Another 18 countries in Europe, including Italy and Malta, were also placed in the “moderate outlook” group ahead of the upcoming summer months, while the Black Sea coastal areas of Georgia and Russia face a high risk, the WHO warned.
“The overall risk of a Zika virus outbreak across the WHO European Region is low to moderate during late spring and summer,” it said.
That was largely due to the presence of another mosquito species in those countries: the Aedes albopictus, which is less “prone” to causing outbreaks than its cousin in Latin America and the Caribbean, according to research by the Pasteur Institute.
Meanwhile, the Black Sea coastal areas of Georgia and Russia face a high risk of a Zika virus outbreak.
“The likelihood of local Zika virus transmission, if no measures are taken to mitigate the threat, is … high in limited geographical areas: the (Portuguese) island of Madeira (off Africa) and the northeastern coast of the Black Sea,” WHO said.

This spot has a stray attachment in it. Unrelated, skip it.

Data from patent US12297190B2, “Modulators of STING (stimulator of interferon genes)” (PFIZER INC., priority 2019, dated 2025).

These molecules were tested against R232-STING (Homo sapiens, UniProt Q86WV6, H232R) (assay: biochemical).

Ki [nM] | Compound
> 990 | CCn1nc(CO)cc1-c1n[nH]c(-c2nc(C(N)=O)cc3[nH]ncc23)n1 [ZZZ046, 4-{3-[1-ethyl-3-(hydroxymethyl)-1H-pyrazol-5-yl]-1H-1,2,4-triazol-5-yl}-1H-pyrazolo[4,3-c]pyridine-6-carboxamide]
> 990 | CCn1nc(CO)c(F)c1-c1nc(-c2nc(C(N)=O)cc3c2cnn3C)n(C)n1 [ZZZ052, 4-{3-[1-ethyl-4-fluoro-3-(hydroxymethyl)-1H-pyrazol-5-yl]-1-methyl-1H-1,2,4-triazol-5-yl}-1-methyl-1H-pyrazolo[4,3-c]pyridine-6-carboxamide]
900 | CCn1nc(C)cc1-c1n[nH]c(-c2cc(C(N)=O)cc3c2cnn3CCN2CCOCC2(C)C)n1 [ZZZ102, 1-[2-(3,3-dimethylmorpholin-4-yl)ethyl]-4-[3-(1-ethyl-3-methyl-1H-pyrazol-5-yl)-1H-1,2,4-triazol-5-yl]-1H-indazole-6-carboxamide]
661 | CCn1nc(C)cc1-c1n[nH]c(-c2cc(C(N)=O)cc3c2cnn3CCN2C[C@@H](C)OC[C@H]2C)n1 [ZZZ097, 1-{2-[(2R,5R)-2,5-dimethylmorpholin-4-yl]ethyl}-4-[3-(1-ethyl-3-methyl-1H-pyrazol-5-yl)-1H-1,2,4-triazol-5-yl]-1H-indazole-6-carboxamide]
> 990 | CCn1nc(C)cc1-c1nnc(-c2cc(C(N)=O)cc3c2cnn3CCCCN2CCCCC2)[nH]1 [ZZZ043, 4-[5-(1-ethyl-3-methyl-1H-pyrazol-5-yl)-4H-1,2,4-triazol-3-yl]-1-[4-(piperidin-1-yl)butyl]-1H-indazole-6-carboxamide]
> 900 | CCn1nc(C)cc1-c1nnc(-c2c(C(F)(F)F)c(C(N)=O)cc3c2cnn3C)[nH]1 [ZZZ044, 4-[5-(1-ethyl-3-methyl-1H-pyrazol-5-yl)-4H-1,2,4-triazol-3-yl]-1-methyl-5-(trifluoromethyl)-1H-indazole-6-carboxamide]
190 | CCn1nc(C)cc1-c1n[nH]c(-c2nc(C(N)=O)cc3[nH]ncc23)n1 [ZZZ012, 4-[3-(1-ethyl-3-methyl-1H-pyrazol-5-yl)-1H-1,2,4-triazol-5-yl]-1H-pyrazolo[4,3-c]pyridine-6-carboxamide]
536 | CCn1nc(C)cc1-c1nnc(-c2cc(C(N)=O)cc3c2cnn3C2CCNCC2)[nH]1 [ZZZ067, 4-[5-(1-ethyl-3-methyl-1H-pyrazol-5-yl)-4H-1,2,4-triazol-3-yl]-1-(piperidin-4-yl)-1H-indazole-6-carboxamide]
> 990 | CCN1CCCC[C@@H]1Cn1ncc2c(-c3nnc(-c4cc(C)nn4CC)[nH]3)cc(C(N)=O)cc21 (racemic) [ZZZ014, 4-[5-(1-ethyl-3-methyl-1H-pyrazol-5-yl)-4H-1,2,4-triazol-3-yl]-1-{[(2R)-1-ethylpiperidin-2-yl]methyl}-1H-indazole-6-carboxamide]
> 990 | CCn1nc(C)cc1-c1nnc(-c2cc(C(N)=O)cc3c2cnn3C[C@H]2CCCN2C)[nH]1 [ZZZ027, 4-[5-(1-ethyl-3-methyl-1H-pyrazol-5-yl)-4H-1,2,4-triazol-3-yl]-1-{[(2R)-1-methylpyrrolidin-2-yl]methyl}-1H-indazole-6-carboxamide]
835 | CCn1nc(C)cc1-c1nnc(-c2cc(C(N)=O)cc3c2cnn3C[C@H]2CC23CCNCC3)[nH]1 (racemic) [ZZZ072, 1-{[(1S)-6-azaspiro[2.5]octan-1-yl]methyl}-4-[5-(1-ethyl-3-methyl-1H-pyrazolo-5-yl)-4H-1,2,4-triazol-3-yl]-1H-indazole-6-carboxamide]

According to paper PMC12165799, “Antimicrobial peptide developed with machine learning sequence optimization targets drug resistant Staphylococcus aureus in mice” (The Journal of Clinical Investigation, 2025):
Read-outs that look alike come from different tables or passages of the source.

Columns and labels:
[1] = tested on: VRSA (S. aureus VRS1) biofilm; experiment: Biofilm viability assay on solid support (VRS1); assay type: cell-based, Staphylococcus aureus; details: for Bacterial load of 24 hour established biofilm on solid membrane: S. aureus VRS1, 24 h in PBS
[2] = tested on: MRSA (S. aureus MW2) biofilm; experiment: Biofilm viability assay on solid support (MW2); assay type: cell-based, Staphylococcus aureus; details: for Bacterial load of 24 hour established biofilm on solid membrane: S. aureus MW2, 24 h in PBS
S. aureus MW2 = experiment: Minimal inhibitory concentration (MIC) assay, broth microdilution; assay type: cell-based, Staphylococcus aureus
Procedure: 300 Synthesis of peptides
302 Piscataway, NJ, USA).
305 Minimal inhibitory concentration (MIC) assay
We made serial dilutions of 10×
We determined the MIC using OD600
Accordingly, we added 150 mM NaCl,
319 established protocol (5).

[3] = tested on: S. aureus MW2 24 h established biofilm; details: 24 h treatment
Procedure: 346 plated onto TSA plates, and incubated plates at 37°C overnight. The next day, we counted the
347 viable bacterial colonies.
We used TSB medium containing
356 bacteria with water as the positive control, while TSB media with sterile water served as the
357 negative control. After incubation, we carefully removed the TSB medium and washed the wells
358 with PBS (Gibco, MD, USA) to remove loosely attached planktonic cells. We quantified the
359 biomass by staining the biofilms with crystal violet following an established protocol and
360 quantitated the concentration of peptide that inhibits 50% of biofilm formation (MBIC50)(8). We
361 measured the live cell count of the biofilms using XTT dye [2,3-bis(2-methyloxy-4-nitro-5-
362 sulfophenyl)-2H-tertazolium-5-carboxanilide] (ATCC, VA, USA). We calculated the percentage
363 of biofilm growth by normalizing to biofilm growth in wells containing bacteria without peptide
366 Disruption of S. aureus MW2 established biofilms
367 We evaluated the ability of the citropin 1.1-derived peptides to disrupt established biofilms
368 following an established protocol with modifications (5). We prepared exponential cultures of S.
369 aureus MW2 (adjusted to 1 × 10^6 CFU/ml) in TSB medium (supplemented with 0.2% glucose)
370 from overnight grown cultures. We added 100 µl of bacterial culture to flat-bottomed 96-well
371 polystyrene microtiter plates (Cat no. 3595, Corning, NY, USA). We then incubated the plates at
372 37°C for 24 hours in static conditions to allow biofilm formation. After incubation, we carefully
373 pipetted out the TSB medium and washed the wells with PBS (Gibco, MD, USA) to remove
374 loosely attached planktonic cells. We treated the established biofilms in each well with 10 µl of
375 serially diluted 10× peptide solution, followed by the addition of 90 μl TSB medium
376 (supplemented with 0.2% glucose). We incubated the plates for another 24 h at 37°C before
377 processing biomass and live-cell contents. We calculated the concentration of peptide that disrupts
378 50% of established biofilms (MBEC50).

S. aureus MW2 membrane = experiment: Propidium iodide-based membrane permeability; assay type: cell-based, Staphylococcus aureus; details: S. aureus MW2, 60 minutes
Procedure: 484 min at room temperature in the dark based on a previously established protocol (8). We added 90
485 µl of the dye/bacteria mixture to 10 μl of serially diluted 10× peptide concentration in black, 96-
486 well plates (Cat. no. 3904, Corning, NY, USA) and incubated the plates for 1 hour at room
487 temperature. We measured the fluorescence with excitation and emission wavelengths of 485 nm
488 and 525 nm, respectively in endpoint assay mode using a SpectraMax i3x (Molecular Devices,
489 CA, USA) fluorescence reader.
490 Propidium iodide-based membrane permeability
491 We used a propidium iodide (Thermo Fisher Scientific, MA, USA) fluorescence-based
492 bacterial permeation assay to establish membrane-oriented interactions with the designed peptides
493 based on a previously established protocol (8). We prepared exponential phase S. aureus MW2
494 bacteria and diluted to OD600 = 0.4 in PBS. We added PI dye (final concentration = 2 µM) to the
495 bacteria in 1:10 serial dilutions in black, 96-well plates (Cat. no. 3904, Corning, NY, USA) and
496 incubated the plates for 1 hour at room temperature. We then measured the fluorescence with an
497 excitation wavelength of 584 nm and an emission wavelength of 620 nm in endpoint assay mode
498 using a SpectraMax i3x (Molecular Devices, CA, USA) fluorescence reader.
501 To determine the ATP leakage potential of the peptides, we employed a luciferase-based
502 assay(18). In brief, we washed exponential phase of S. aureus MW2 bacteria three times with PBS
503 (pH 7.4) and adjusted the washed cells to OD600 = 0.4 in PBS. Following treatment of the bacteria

The reason for the high-level threat in those areas is the presence there of Aedes aegypti mosquitoes, which carry the Zika virus that health authorities say causes birth defects in newborns, the UN global health agency said.
Within the “moderate likelihood” group, France, Italy and Malta had the top three transmission likelihood scores.
The score was based on factors including climatic suitability for the mosquitoes, shipping and air connectivity, population density, urbanisation and history of previous outbreaks of viruses transmitted by insects or other animals.
“With this risk assessment, we at WHO want to inform and target preparedness work in each European country based on its level of risk,” said Dr Zsuzsanna Jakab, WHO Regional Director for Europe.
“We call particularly on countries at higher risk to strengthen their national capacities and prioritise the activities that will prevent a large Zika outbreak.”
Recent scientific consensus is that Zika causes microcephaly, a form of severe brain damage in newborns, as well as adult-onset neurological problems which can lead to paralysis and even death.
There is no vaccine or treatment for the virus, which in most people causes only mild symptoms – a rash, joint pain or fever.